In New York City, the law offers protections for tenants. If your landlord does not properly maintain your apartment or rental home, you may be eligible for legal damages if you suffer an injury due to dangerous property conditions.
It’s important for renters to know when their NYC landlord might be liable for injuries.
Understanding warrant of habitability
Your landlord must provide a safe, clean and livable apartment, even if your lease does not explicitly state these conditions. This law, called the warrant of habitability, applies to both your specific unit and to the public spaces in your building. Conditions that violate the warrant of habitability include:
- Lack of heat or hot water
- Insect infestation
- Fire or water damage
- Nonworking HVAC, plumbing or electrical systems
- Garbage or mold
- Nonworking or unsafe appliances
- Lack of reasonable protection from intruders (locks and window bars, for example)
- Presence of lead paint or other toxic materials
- Lack of smoke and carbon monoxide detectors
- Broken steps
What to do about unsafe conditions
Although the law requires landlords to fix these issues, the New York Times found that many property owners and managers fail to comply. This disproportionately affects tenants in low-income, rent-stabilized and affordable housing.
When you have concerns about hazards in your apartment, request that the landlord repair these conditions. Write a letter detailing the problem, enclosing photos. Then, send these documents to your landlord through certified mail; keep a copy, along with the receipt, for your records.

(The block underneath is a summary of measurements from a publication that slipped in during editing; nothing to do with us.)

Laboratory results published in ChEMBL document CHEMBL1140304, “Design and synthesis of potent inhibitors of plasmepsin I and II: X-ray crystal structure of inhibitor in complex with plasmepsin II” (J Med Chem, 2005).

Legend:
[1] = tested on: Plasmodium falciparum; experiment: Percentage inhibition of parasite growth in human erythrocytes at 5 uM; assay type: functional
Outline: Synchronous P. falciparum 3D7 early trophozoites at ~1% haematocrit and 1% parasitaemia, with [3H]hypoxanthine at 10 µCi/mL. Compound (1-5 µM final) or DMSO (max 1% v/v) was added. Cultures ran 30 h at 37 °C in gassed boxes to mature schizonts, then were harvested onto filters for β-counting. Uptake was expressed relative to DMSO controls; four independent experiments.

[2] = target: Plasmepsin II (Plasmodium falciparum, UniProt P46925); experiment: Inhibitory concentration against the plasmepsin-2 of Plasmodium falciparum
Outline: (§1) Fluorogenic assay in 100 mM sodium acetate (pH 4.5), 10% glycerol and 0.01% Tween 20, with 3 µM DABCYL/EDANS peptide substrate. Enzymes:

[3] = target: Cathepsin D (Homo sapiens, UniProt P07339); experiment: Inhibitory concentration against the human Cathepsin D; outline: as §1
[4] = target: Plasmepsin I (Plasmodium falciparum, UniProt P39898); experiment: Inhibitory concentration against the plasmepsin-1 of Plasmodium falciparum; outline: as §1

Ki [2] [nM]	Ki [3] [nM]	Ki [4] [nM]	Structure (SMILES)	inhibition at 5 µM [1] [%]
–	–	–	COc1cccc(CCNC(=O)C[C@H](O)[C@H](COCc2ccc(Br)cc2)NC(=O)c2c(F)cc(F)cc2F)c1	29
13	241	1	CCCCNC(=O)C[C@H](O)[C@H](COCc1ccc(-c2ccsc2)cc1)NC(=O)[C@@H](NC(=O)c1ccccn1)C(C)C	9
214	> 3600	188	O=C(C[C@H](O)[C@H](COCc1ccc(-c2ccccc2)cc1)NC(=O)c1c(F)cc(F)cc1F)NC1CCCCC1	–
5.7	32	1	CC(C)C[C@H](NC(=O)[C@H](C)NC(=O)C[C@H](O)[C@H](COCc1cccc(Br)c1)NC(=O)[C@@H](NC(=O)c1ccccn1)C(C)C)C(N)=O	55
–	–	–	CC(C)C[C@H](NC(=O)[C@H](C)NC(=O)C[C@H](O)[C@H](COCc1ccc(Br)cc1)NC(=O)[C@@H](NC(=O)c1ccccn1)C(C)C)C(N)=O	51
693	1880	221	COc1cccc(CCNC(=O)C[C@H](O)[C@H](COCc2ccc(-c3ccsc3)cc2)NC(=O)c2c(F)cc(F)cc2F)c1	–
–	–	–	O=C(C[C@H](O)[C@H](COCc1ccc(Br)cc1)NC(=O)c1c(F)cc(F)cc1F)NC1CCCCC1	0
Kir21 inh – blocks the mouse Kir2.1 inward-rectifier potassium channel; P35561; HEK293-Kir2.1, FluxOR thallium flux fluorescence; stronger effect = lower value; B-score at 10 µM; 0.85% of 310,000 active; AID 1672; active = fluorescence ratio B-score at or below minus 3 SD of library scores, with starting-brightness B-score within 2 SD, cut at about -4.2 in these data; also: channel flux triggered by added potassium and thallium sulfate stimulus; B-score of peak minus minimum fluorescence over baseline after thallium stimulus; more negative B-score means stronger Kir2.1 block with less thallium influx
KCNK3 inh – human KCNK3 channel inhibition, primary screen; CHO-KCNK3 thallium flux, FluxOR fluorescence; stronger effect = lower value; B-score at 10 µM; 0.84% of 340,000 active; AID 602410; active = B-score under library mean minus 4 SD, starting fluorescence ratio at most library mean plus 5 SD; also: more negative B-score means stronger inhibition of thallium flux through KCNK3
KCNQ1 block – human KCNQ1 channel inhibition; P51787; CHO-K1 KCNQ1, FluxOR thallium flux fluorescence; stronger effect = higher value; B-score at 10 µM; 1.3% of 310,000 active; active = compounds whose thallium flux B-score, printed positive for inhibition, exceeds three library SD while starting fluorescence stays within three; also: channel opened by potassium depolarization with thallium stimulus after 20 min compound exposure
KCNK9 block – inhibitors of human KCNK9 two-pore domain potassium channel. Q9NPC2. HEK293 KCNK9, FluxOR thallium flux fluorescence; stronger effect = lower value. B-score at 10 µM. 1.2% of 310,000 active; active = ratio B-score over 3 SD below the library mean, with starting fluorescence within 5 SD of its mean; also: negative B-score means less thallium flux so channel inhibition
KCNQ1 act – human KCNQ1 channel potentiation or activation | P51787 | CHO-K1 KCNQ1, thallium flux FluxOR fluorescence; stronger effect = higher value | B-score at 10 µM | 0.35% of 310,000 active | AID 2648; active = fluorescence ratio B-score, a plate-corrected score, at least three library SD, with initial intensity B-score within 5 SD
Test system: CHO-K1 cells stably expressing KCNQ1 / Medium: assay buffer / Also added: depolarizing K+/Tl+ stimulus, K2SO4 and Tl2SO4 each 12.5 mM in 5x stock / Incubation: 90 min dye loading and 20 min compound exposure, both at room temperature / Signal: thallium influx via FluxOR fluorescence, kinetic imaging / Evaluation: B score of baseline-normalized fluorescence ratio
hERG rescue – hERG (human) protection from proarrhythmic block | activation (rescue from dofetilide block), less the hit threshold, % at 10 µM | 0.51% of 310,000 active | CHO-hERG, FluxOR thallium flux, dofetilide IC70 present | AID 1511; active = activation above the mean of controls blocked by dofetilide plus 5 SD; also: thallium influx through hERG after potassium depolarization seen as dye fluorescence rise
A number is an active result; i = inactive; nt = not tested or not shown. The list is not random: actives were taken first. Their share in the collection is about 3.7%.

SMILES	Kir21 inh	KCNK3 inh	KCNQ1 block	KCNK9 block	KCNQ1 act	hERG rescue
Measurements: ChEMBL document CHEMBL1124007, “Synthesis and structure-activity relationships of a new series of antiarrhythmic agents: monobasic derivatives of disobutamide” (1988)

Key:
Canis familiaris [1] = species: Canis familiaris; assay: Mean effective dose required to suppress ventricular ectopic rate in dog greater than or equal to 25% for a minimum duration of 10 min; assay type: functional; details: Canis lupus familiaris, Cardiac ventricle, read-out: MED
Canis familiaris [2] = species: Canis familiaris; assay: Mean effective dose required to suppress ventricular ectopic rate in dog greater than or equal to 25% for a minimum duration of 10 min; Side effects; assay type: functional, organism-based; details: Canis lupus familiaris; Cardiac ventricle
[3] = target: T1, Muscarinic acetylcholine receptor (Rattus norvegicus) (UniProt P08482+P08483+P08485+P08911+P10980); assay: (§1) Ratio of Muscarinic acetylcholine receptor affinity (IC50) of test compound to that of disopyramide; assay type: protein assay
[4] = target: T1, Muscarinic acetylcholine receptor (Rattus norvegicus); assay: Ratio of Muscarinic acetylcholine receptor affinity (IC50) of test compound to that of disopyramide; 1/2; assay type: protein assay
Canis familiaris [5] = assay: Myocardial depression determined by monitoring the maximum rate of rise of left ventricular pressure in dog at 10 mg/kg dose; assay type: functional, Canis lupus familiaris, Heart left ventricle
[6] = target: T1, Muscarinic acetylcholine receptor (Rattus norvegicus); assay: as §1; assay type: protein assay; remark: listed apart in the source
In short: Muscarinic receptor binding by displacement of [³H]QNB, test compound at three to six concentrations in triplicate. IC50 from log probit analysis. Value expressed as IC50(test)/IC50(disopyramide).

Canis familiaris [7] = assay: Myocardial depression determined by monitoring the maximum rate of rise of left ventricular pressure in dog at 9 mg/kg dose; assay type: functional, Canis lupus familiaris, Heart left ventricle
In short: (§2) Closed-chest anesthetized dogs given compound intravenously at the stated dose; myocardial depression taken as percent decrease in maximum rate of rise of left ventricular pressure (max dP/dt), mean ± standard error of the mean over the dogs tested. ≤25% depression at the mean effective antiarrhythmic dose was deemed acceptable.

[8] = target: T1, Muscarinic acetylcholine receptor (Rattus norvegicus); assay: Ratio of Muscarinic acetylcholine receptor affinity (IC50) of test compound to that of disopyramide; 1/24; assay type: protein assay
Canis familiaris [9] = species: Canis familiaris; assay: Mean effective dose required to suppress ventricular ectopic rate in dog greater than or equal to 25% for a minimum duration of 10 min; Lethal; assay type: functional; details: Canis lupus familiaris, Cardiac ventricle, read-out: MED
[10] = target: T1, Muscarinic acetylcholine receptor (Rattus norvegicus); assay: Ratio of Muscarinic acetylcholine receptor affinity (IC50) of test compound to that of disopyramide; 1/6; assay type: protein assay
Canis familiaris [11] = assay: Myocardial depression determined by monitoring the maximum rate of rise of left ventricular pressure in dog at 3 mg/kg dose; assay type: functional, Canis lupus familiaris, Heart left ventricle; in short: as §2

Seeking legal compensation
If you decide to sue your landlord for costs associated with an injury at the apartment, you may be able to use the above-mentioned documents as evidence of negligence. If the landlord fails to respond in a timely manner, your documentation may show that the property manager or owner knew about and failed to fix the hazard.
You can seek damages for short- and long-term medical expenses associated with an injury. Depending the facts of the case, other damages may include loss of income, mental anguish, pain and suffering, long-term disability, and disfigurement. Keep in mind that you have a limited time from the date of the injury to file this type of lawsuit in New York, so it is important to seek legal help as soon as possible.